This is the main reason why it is mandatory in Singapore for the driver as well as all passengers to wear seatbelts. Child restraints are required for children below the age of eight. Booster seats are compulsory for larger children in order to help them safely wear an adult seatbelt.
Passengers who are not belted up will be fined S$120.
If the driver is not wearing a seatbelt, then he or she will be fined S$120 and awarded 3 demerit points. The same penalty also applies in case the driver fails to ensure that all passengers are strapped in.
Which cars are required to comply with Singapore’s seatbelt rules?
- All vehicles registered in Singapore on or after January 1, 1973 must observe front seatbelt rules
- It is compulsory for all vehicles registered in Singapore on or after January 1, 1993 to observe rear seatbelt rules
- Vehicles that have been registered before January 1, 1993 and which have rear seatbelts must comply with seatbelt rules as well
Do remember that it is illegal to remove factory-fitted rear seatbelts. Also, damaged seatbelts have to be repaired as soon as possible.
What about foreign registered cars?
Singapore’s seatbelt laws apply only to vehicles registered in Singapore. Drivers of foreign registered cars equipped with seatbelts are advised to wear them for their own safety.
What if there are more passengers than available seatbelts?
According to the seatbelt rule, all available seatbelts have to be used up. The decision regarding who should be belted up is yours.
While you may opt to carry more passengers than the number of available seatbelts, do remember that you are taking a risk by overloading your vehicle.
Are pregnant women required to wear seatbelts?
Pregnant women are not exempt from Singaporean seatbelt rules. It is potentially safer for a pregnant woman to wear a seatbelt as it better protects the fetus in case of an accident.
Women in advanced stages of pregnancy are advised to tuck the lap belt just below their stomach region for more comfort and safety.
Can I apply for an exemption if I am pregnant or have a medical condition that does not allow me to wear a seatbelt?
Yes. You will need a letter from your family doctor, which has to be submitted to the Traffic Police or to the Ministry of Health for approval.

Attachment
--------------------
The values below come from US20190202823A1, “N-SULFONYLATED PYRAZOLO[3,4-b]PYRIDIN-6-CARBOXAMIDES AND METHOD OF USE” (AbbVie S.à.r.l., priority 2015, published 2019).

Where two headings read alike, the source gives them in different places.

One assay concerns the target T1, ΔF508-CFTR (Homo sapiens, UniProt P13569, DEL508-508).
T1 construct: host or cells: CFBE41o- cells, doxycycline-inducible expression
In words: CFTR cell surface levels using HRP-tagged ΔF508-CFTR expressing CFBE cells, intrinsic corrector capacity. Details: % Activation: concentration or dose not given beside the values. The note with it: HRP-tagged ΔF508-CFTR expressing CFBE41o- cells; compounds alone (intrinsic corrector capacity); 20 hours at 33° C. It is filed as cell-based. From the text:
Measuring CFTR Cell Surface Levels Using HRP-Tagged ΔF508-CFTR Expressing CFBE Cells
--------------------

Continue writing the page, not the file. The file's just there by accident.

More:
Top Questions on Seatbelt Safety
Won’t I run the risk of being trapped in a burning or submerged car if I wear a seatbelt?
Statistics have shown that less than one percent of injury-inducing collisions involve submersion or fire. In fact, wearing a seatbelt even in these situations can actually save your life!
If you are involved in a collision without your seatbelt, you could be rendered unconscious or stunned by striking some part of the car’s interior. This can waste precious seconds and greatly lower your chances of escaping from a car that is burning or submerged.
Wearing your seatbelt makes you more likely to be unhurt, alert and able to escape faster.
What about child restraints in situations where I need to get my child out quickly?
Most child restraints have ‘quick-release’ buckles that can be quickly unfastened by an adult.
Why would I need a seatbelt in the rear seat?
Research has shown that wearing a seatbelt even when sitting in the rear can save lives. Rear seat passengers who do not belt up are very likely to be flung forward in a collision. The force at which they are hurled forward can injure front seat passengers very seriously.
The same research determined that about 79% of front seat deaths could have been prevented if those sitting in the rear seats had worn their seatbelts.
The Information section of the Singapore Police Force website contains useful information on the laws and issues related to seatbelts.
References : Seat Belt Rules. Singapore Police Force Website